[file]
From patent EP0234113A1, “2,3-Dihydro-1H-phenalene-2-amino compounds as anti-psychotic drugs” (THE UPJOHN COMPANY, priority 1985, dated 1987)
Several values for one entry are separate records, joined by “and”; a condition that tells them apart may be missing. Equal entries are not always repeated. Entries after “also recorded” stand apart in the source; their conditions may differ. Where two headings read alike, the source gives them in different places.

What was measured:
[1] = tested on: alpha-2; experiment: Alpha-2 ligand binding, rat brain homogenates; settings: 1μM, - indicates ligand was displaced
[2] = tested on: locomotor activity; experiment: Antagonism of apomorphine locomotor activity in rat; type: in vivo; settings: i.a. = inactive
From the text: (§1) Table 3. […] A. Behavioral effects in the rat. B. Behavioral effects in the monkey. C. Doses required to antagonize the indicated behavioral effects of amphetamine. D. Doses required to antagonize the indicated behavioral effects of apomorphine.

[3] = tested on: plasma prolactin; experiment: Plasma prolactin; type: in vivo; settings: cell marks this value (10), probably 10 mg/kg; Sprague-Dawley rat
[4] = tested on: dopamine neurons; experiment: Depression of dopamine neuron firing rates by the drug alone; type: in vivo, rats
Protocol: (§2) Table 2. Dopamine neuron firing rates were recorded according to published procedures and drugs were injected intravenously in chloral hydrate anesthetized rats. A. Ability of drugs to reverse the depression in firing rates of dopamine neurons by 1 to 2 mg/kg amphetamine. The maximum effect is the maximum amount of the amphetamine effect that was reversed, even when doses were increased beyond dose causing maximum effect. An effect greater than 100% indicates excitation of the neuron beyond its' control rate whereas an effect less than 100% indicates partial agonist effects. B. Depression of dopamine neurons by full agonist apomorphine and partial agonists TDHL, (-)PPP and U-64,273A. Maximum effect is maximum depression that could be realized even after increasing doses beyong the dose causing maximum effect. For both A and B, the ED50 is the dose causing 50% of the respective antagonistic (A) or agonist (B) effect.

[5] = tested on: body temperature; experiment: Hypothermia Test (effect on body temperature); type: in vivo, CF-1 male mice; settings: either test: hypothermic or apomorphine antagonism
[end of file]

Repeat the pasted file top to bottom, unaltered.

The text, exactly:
From patent EP0234113A1, “2,3-Dihydro-1H-phenalene-2-amino compounds as anti-psychotic drugs” (THE UPJOHN COMPANY, priority 1985, dated 1987)
Several values for one entry are separate records, joined by “and”; a condition that tells them apart may be missing. Equal entries are not always repeated. Entries after “also recorded” stand apart in the source; their conditions may differ. Where two headings read alike, the source gives them in different places.

What was measured:
[1] = tested on: alpha-2; experiment: Alpha-2 ligand binding, rat brain homogenates; settings: 1μM, - indicates ligand was displaced
[2] = tested on: locomotor activity; experiment: Antagonism of apomorphine locomotor activity in rat; type: in vivo; settings: i.a. = inactive
From the text: (§1) Table 3. […] A. Behavioral effects in the rat. B. Behavioral effects in the monkey. C. Doses required to antagonize the indicated behavioral effects of amphetamine. D. Doses required to antagonize the indicated behavioral effects of apomorphine.

[3] = tested on: plasma prolactin; experiment: Plasma prolactin; type: in vivo; settings: cell marks this value (10), probably 10 mg/kg; Sprague-Dawley rat
[4] = tested on: dopamine neurons; experiment: Depression of dopamine neuron firing rates by the drug alone; type: in vivo, rats
Protocol: (§2) Table 2. Dopamine neuron firing rates were recorded according to published procedures and drugs were injected intravenously in chloral hydrate anesthetized rats. A. Ability of drugs to reverse the depression in firing rates of dopamine neurons by 1 to 2 mg/kg amphetamine. The maximum effect is the maximum amount of the amphetamine effect that was reversed, even when doses were increased beyond dose causing maximum effect. An effect greater than 100% indicates excitation of the neuron beyond its' control rate whereas an effect less than 100% indicates partial agonist effects. B. Depression of dopamine neurons by full agonist apomorphine and partial agonists TDHL, (-)PPP and U-64,273A. Maximum effect is maximum depression that could be realized even after increasing doses beyong the dose causing maximum effect. For both A and B, the ED50 is the dose causing 50% of the respective antagonistic (A) or agonist (B) effect.

[5] = tested on: body temperature; experiment: Hypothermia Test (effect on body temperature); type: in vivo, CF-1 male mice; settings: either test: hypothermic or apomorphine antagonism